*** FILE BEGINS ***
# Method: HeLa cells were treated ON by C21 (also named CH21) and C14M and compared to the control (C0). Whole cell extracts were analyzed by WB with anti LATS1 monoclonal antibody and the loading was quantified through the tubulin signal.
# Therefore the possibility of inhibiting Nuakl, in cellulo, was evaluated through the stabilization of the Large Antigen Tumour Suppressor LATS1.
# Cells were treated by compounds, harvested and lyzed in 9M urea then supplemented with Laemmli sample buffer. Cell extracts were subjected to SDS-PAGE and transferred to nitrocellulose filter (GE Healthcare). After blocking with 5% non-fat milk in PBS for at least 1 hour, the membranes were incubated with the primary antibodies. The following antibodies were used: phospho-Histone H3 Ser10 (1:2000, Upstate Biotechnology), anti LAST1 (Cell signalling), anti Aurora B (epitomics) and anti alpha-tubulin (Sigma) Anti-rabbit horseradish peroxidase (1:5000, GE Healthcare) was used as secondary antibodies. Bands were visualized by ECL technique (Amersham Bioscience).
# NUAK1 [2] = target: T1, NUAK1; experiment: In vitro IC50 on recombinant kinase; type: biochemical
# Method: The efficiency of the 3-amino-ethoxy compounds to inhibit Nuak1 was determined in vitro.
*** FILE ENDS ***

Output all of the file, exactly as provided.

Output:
# Method: HeLa cells were treated ON by C21 (also named CH21) and C14M and compared to the control (C0). Whole cell extracts were analyzed by WB with anti LATS1 monoclonal antibody and the loading was quantified through the tubulin signal.
# Therefore the possibility of inhibiting Nuakl, in cellulo, was evaluated through the stabilization of the Large Antigen Tumour Suppressor LATS1.
# Cells were treated by compounds, harvested and lyzed in 9M urea then supplemented with Laemmli sample buffer. Cell extracts were subjected to SDS-PAGE and transferred to nitrocellulose filter (GE Healthcare). After blocking with 5% non-fat milk in PBS for at least 1 hour, the membranes were incubated with the primary antibodies. The following antibodies were used: phospho-Histone H3 Ser10 (1:2000, Upstate Biotechnology), anti LAST1 (Cell signalling), anti Aurora B (epitomics) and anti alpha-tubulin (Sigma) Anti-rabbit horseradish peroxidase (1:5000, GE Healthcare) was used as secondary antibodies. Bands were visualized by ECL technique (Amersham Bioscience).
# NUAK1 [2] = target: T1, NUAK1; experiment: In vitro IC50 on recombinant kinase; type: biochemical
# Method: The efficiency of the 3-amino-ethoxy compounds to inhibit Nuak1 was determined in vitro.